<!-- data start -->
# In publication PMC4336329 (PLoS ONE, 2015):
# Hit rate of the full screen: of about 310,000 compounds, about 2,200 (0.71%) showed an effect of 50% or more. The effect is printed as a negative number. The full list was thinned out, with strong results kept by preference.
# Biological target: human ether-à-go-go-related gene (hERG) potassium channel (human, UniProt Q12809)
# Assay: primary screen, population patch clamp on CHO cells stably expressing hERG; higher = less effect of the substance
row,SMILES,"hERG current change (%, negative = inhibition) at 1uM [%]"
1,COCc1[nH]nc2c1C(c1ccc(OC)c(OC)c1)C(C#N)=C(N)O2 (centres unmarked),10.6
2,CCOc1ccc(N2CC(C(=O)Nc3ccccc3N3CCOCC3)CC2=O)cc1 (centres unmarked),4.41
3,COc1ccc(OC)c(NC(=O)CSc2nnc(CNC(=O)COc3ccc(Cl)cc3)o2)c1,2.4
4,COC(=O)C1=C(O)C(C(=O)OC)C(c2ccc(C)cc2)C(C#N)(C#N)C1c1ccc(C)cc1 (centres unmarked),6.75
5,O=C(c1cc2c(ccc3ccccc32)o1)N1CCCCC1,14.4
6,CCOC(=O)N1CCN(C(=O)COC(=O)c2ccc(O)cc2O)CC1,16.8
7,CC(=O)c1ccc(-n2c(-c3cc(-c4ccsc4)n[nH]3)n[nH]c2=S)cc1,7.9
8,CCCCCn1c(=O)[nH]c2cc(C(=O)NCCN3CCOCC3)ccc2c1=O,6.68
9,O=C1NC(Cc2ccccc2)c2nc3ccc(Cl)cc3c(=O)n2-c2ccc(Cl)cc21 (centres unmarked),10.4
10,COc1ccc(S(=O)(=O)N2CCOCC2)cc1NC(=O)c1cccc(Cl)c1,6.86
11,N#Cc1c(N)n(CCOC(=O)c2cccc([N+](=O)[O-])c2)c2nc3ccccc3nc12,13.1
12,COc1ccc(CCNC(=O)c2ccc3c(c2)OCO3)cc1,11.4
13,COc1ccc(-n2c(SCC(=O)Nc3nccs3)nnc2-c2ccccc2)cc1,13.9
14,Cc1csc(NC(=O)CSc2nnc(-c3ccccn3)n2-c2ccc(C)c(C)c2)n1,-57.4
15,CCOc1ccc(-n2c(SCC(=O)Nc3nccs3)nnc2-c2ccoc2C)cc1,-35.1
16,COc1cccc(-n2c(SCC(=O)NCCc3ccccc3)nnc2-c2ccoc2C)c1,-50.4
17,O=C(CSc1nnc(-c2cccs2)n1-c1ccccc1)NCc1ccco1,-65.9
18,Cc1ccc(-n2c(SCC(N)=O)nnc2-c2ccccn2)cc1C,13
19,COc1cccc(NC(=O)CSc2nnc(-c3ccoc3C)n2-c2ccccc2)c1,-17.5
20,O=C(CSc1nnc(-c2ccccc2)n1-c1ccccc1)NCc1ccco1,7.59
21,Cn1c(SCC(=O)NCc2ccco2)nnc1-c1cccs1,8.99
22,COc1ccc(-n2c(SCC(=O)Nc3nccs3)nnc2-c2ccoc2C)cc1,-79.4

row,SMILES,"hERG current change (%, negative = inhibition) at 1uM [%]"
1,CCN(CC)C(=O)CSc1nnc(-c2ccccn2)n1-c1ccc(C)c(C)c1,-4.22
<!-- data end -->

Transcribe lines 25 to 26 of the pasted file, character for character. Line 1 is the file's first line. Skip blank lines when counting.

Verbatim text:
20,O=C(CSc1nnc(-c2ccccc2)n1-c1ccccc1)NCc1ccco1,7.59
21,Cn1c(SCC(=O)NCc2ccco2)nnc1-c1cccs1,8.99